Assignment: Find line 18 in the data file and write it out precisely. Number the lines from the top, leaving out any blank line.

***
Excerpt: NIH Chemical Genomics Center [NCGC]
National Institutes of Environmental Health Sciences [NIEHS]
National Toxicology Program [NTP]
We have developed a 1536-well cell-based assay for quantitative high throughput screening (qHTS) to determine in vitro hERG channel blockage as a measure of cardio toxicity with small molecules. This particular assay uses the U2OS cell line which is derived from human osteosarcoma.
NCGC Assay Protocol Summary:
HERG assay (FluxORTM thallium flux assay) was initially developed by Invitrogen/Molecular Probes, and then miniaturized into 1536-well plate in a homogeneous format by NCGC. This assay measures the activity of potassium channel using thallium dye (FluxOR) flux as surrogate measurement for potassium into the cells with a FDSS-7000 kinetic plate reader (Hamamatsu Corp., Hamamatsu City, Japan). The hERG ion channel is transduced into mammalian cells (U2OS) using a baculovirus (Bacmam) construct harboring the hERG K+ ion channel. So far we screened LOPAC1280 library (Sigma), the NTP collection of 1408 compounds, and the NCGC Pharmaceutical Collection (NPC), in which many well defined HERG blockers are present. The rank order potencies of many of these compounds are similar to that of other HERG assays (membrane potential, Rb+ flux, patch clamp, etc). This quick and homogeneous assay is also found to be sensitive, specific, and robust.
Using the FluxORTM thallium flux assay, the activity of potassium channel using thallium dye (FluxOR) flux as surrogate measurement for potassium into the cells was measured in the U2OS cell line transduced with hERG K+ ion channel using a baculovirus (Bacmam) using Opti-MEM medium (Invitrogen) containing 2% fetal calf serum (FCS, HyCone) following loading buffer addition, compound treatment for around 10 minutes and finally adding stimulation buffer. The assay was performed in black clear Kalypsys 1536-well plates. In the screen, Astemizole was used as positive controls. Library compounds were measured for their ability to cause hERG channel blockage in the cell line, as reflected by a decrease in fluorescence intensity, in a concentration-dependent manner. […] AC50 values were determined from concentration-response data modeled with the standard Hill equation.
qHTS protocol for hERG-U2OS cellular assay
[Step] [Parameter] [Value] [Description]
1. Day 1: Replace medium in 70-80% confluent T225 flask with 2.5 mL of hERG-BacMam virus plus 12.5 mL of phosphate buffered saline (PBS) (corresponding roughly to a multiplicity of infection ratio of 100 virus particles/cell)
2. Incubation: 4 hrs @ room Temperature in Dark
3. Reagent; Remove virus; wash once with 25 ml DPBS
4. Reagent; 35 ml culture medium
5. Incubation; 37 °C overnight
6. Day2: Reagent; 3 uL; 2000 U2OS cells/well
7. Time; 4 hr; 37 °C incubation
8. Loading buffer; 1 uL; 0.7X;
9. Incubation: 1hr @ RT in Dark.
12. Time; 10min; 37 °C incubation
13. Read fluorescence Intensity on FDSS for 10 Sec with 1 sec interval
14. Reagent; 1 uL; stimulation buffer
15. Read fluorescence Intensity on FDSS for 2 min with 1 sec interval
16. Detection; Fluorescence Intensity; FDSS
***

9. Incubation: 1hr @ RT in Dark.